Britain could cancel the entire process if a democratic process is followed and citizens vote to remain within the European Union. They will be able to cancel Brexit altogether without consent from the 27 EU members.
Brexit could be delayed if all EU members agree to do so, which will only delay Brexit by a couple of months.
The Chinese economy has also been slowing with figures reporting GDP growth of 6.6%, the slowest in 28 years. The trade wars certainly played a role and will continue to do so in the year ahead. With a current truce in place until the end of March we can only hope that the two nations come to some form of agreement. China seems willing to work toward a deal to buy more goods from the US. Whether Trump will be happy with that remains to be seen.
The International Monetary Fund (IMF) recently published its outlook on economic growth. While the forecast for global growth in 2019 has softened to only 3.5% they predicted a slight uptick in 2020. When asked about the rising risks and slowing economy, Christine Lagarde, Managing Director of the IMF, answered, “Does that mean that a global recession is around the corner? The answer is ‘no’.”
Economic data turning positive?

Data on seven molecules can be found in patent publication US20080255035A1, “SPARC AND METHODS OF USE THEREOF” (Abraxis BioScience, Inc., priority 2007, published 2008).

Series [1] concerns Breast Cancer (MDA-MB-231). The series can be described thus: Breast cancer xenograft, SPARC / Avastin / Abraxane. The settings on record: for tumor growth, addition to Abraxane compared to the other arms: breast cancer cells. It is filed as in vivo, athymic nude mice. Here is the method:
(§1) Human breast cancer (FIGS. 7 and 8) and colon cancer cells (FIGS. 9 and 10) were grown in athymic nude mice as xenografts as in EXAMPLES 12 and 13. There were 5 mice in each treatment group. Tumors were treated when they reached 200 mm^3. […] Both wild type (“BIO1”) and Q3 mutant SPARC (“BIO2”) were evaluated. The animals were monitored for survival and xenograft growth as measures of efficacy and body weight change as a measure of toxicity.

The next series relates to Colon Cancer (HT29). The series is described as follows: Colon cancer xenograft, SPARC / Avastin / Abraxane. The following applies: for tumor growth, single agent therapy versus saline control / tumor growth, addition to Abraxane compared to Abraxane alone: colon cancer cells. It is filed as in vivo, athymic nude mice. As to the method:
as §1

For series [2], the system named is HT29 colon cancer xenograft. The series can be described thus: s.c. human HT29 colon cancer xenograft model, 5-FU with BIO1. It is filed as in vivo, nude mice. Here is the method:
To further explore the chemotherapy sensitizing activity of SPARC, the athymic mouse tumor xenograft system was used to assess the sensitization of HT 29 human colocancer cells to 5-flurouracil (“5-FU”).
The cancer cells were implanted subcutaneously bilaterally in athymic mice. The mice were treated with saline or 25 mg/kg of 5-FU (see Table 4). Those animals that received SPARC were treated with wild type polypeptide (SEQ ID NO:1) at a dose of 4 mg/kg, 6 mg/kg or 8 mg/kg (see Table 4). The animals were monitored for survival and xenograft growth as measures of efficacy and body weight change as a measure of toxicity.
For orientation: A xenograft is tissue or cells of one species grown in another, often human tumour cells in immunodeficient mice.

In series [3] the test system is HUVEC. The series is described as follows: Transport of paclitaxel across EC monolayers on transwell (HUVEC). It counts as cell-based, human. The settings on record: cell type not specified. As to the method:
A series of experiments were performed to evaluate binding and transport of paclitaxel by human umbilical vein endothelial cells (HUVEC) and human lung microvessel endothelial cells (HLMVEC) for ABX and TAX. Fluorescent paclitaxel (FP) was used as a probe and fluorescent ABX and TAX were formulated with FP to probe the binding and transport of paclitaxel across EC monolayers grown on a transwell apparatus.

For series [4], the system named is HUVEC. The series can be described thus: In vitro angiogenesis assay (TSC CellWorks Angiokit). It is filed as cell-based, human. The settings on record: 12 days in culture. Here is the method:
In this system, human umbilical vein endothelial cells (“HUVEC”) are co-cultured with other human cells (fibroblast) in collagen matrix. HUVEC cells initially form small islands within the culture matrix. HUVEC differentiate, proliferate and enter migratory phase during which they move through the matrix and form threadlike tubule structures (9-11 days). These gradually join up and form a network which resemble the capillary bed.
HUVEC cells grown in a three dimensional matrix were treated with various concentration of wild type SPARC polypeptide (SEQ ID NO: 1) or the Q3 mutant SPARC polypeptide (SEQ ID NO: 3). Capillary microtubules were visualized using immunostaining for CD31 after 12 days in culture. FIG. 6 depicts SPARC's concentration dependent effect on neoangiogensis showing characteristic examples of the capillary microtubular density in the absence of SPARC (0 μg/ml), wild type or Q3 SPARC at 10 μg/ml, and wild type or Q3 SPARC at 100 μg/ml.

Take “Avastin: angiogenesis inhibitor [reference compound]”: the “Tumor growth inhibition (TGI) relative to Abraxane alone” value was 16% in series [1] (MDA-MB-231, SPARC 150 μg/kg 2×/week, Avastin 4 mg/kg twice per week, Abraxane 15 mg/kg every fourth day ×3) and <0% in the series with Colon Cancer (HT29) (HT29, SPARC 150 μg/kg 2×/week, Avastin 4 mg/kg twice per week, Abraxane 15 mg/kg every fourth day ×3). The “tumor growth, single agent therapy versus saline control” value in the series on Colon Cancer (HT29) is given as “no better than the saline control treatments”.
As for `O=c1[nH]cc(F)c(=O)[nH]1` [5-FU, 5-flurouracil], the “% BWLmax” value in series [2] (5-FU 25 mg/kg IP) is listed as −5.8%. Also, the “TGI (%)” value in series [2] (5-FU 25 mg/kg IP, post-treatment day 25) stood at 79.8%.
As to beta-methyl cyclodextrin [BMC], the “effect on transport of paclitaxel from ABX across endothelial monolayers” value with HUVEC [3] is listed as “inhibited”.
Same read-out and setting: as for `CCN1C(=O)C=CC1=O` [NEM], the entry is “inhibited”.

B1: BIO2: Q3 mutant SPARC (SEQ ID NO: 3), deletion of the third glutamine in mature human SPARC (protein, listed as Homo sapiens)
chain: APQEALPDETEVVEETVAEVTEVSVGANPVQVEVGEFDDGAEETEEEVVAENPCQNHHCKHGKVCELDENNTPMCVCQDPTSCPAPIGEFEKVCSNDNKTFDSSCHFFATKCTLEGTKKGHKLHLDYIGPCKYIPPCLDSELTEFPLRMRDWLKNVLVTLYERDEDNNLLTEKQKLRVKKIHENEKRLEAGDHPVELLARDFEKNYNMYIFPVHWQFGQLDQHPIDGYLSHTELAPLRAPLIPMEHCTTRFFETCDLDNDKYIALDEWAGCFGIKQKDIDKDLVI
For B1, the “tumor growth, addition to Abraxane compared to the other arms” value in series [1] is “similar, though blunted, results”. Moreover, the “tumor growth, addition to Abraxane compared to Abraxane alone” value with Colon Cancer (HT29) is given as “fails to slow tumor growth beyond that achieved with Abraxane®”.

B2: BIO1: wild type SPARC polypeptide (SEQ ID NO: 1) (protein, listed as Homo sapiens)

Source: Investec Asset Management
The Purchasing Managers Index is a monthly survey that provides leading indications of business conditions in the manufacturing sector. The reading in December was the highest in 2018 and a general indicator for growth in this industry.
This could signal an uptick in economic activity, however there are certain headwinds. Load shedding could be a big factor that could negatively impact productivity.
The technical recession experienced in the second quarter of 2018 was short lived with third quarter figures coming out better than expected at 2.2% growth from the previous quarter.
Despite inflation remaining in the range of 3 to 6%, the Reserve Bank hiked the repo rate by 0.25% in late November, sighting longer-term risks to inflation as the reason for this pre-emptive move.
Eskom and load shedding seem to be the biggest risk facing a continued local turnaround in 2019. In late 2018 a coal supply constraint caused most of the bouts of load shedding. Public Enterprise minister, Pravin Gordhan wants to avoid Stage 2 load shedding in the coming months.